But if you don't have Google Drive, then here's the original way to install APKs using the Android SDK.
The tools you're going to need:
The Android SDK requires the Java JDK so it's best to install them both at the same time. Astro File Manager can be installed via Google Play. After installing the prerequisite programs, you are ready to begin.
For non-developers, the Android SDK can be a confusing program. The good thing is that you don't need to worry about most of the included features.
Start the Android SDK and let it run any updates. This will ensure the SDK has the most recent files. After it finishes running, locate the folder where the Android SDK is stored. This may be in your download folder where you installed the SDK package. Locate the "tools" folder which will contain the file you need to run.
Inside the tools folder, locate the "ddms" MS-DOS Batch File and start it. It is the app that's used to access the storage of the device. This is the tool that you will use to push APKs to the device. You can push other types of files as well if you want.
When you start ddms, it will load the Dalvik Debug Monitor. You will know if your device is recognized when it shows up in the name box. It will also show any processes that are happening in the phone. You don't need to worry about any information that's scrolling. Go to "Device" and find "File Explorer" and open it.
Opening the File Explorer will display the device's storage. This is the base level of storage and it's best not to mess with any of these folders. If you want to load the APK to the device, click on the icon with the phone and the forward arrow. This is the command to manually copy files to storage. If you need to create a new folder, press the "+" icon and that will allow you to create a new folder.
Select a folder that you want to copy the apk in. The location isn't too important, you need to be able to locate the file when installed through the device though.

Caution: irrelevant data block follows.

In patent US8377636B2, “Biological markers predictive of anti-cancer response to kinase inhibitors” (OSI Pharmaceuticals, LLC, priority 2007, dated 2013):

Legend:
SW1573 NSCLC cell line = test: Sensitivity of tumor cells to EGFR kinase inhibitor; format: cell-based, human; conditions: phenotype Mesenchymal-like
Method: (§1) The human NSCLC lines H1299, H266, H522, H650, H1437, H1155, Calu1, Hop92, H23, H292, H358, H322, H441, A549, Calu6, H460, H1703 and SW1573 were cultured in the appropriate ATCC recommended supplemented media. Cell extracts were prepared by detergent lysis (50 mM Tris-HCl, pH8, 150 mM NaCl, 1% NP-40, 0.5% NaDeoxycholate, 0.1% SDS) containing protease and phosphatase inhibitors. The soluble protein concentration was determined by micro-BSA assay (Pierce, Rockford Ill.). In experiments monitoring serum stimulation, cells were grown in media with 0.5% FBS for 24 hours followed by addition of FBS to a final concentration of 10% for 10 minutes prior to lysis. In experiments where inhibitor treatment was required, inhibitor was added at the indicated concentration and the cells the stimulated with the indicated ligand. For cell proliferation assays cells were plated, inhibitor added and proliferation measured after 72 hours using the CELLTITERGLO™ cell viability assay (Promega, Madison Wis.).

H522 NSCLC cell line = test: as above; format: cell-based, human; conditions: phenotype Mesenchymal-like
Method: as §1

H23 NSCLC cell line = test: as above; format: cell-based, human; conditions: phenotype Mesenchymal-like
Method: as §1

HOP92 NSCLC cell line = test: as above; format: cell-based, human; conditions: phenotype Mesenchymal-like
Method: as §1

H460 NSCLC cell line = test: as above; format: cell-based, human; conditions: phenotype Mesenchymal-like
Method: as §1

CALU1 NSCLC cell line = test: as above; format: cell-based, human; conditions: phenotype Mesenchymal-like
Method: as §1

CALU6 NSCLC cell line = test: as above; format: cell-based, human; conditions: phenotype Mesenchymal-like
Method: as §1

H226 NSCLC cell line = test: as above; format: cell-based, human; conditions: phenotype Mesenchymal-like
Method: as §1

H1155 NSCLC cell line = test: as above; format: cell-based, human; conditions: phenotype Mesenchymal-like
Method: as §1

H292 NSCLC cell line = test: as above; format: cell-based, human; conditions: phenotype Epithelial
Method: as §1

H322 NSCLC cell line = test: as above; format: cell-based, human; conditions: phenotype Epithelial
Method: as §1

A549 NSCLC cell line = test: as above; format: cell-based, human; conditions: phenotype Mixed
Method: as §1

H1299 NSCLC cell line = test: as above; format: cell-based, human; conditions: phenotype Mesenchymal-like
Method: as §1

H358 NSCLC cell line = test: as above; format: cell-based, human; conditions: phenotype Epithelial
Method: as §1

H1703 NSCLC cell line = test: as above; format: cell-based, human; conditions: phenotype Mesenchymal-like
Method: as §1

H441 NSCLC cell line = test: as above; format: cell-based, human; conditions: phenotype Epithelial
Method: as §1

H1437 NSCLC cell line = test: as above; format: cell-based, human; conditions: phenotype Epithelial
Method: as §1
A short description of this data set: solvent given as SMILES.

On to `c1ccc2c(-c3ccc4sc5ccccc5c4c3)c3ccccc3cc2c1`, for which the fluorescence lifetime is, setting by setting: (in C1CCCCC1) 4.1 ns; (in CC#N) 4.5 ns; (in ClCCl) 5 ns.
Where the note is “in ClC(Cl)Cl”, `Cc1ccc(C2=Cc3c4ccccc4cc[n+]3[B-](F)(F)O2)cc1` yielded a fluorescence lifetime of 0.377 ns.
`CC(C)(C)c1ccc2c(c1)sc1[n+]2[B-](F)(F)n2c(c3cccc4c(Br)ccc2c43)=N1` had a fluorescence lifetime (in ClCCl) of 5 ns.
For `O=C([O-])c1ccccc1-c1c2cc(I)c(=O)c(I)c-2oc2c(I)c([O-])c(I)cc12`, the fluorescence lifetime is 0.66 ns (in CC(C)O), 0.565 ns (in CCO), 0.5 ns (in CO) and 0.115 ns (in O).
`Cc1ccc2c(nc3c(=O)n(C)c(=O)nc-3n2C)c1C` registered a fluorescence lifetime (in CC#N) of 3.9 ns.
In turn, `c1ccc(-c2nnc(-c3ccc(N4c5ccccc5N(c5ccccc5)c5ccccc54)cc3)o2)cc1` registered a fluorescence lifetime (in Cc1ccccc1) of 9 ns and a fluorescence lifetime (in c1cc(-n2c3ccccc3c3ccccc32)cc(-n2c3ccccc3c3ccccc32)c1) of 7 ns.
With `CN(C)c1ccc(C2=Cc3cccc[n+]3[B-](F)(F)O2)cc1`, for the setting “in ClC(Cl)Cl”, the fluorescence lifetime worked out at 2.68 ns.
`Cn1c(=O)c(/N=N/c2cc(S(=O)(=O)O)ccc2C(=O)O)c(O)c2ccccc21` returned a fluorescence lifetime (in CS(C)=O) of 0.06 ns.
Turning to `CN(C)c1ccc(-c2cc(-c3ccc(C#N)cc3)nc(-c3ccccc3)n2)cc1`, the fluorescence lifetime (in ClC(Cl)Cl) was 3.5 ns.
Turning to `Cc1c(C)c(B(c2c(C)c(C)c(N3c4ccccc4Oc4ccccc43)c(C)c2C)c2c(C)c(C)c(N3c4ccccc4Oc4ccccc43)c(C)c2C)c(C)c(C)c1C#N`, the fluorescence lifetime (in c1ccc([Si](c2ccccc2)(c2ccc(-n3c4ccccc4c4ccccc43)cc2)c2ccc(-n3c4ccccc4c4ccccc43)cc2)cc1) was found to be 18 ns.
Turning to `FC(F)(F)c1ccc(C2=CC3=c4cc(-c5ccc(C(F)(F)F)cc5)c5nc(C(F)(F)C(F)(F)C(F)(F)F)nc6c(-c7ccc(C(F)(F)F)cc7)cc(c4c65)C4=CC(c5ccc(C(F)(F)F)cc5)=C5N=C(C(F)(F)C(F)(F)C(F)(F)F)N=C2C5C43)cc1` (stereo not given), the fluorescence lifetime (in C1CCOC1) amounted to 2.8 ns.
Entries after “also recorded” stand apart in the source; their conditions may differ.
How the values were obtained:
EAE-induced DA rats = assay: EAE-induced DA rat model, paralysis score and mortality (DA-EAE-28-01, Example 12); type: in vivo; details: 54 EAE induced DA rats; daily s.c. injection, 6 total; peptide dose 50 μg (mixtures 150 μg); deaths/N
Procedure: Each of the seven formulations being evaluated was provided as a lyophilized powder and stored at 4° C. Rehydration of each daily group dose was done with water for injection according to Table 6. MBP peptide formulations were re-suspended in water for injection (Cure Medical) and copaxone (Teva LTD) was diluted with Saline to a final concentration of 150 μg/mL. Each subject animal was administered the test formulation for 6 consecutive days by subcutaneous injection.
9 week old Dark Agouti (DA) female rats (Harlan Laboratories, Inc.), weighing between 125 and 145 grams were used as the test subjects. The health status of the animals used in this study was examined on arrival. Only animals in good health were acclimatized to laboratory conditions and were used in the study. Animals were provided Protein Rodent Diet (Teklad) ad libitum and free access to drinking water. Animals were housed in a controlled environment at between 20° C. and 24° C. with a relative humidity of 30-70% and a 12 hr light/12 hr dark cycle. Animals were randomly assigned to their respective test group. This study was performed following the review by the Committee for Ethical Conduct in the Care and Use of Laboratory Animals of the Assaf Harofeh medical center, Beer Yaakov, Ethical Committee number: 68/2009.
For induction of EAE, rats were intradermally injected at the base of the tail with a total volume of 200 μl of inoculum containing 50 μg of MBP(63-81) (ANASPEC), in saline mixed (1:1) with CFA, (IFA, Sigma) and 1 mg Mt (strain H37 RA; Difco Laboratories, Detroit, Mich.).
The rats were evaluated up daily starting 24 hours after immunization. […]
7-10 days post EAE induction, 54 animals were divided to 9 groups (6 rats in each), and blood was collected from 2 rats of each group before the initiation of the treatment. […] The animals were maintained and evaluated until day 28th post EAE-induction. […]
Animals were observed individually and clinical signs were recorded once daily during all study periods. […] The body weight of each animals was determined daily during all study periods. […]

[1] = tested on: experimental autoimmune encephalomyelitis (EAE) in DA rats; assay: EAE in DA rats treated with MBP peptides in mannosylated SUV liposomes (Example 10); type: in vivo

After you copied the file to the device, you can close Dalvik Debug Monitor and the Android SDK.
On the Android device, open Astro File Manager and locate the APK. Tap on it and Astro File Manager will ask if you want to install the APK. Agree to install and the installation will start. This process should work on the majority of apps. The main problem that could happen is that the app you're trying to install isn't supported by your device.
Generally, using this method isn't the fastest way to install APKs on a device now that you can use Google Drive or other file management apps that can use cloud storage. But if you don't want to store APKs in the cloud, then manually copying them through the debug monitor is the way to go.
Cloud storage is the best solution
With Google using Google Play Services to unify the different versions of Android combined with Android 4.4 KitKat's support of older devices, more apps should support older versions of Android. Installing APKs outside of Google Play used to be a quick method to get apps you wanted quicker, but now there are more concerns with security and apps found outside of Google Play may contain malicious code.
If you have older versions of apps in their APKs form and want to install an old version of an app, then this is a great method. But outside of Windows XP, the other Windows operating systems should automatically recognize and mount Android devices as a drive.
Check out more tips for getting the best from your Android phone here.
[Original article from October 2011]